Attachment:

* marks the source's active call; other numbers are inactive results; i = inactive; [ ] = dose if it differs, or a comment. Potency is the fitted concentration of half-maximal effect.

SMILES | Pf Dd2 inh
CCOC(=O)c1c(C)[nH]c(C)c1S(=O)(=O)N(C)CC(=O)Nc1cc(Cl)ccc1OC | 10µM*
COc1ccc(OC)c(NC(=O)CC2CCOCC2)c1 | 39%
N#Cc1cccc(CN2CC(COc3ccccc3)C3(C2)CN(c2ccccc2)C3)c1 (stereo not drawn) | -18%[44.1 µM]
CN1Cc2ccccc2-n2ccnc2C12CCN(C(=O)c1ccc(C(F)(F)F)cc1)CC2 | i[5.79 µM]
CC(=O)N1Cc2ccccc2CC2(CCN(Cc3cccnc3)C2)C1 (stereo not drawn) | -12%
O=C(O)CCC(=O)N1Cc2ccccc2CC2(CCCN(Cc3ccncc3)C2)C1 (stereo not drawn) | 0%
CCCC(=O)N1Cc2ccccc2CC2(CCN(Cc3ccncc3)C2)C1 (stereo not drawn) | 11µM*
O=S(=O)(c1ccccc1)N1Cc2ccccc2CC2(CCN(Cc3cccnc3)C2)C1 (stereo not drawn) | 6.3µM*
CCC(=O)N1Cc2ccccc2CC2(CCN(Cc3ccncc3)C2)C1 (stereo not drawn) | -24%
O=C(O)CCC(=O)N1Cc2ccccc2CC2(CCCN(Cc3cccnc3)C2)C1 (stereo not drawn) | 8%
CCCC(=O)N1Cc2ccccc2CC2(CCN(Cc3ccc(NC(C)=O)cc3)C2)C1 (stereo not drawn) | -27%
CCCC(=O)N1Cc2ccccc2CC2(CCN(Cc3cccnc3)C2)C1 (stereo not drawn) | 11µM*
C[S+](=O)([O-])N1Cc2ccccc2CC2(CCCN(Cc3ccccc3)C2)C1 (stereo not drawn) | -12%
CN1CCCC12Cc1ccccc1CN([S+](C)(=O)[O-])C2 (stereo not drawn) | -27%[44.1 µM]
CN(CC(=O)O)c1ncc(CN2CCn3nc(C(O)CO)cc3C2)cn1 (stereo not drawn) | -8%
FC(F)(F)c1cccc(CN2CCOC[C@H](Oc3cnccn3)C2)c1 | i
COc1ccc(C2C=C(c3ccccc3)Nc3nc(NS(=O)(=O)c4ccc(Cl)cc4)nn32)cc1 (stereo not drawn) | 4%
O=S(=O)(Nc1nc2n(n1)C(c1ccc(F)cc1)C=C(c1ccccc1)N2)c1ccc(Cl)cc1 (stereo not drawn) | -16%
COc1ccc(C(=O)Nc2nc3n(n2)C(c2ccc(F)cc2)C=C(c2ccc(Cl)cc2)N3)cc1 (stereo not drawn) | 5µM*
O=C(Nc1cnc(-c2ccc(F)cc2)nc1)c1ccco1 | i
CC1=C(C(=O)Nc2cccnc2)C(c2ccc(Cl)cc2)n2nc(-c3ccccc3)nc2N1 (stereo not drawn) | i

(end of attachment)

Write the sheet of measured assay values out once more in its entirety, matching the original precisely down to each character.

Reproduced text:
* marks the source's active call; other numbers are inactive results; i = inactive; [ ] = dose if it differs, or a comment. Potency is the fitted concentration of half-maximal effect.

SMILES | Pf Dd2 inh
CCOC(=O)c1c(C)[nH]c(C)c1S(=O)(=O)N(C)CC(=O)Nc1cc(Cl)ccc1OC | 10µM*
COc1ccc(OC)c(NC(=O)CC2CCOCC2)c1 | 39%
N#Cc1cccc(CN2CC(COc3ccccc3)C3(C2)CN(c2ccccc2)C3)c1 (stereo not drawn) | -18%[44.1 µM]
CN1Cc2ccccc2-n2ccnc2C12CCN(C(=O)c1ccc(C(F)(F)F)cc1)CC2 | i[5.79 µM]
CC(=O)N1Cc2ccccc2CC2(CCN(Cc3cccnc3)C2)C1 (stereo not drawn) | -12%
O=C(O)CCC(=O)N1Cc2ccccc2CC2(CCCN(Cc3ccncc3)C2)C1 (stereo not drawn) | 0%
CCCC(=O)N1Cc2ccccc2CC2(CCN(Cc3ccncc3)C2)C1 (stereo not drawn) | 11µM*
O=S(=O)(c1ccccc1)N1Cc2ccccc2CC2(CCN(Cc3cccnc3)C2)C1 (stereo not drawn) | 6.3µM*
CCC(=O)N1Cc2ccccc2CC2(CCN(Cc3ccncc3)C2)C1 (stereo not drawn) | -24%
O=C(O)CCC(=O)N1Cc2ccccc2CC2(CCCN(Cc3cccnc3)C2)C1 (stereo not drawn) | 8%
CCCC(=O)N1Cc2ccccc2CC2(CCN(Cc3ccc(NC(C)=O)cc3)C2)C1 (stereo not drawn) | -27%
CCCC(=O)N1Cc2ccccc2CC2(CCN(Cc3cccnc3)C2)C1 (stereo not drawn) | 11µM*
C[S+](=O)([O-])N1Cc2ccccc2CC2(CCCN(Cc3ccccc3)C2)C1 (stereo not drawn) | -12%
CN1CCCC12Cc1ccccc1CN([S+](C)(=O)[O-])C2 (stereo not drawn) | -27%[44.1 µM]
CN(CC(=O)O)c1ncc(CN2CCn3nc(C(O)CO)cc3C2)cn1 (stereo not drawn) | -8%
FC(F)(F)c1cccc(CN2CCOC[C@H](Oc3cnccn3)C2)c1 | i
COc1ccc(C2C=C(c3ccccc3)Nc3nc(NS(=O)(=O)c4ccc(Cl)cc4)nn32)cc1 (stereo not drawn) | 4%
O=S(=O)(Nc1nc2n(n1)C(c1ccc(F)cc1)C=C(c1ccccc1)N2)c1ccc(Cl)cc1 (stereo not drawn) | -16%
COc1ccc(C(=O)Nc2nc3n(n2)C(c2ccc(F)cc2)C=C(c2ccc(Cl)cc2)N3)cc1 (stereo not drawn) | 5µM*
O=C(Nc1cnc(-c2ccc(F)cc2)nc1)c1ccco1 | i
CC1=C(C(=O)Nc2cccnc2)C(c2ccc(Cl)cc2)n2nc(-c3ccccc3)nc2N1 (stereo not drawn) | i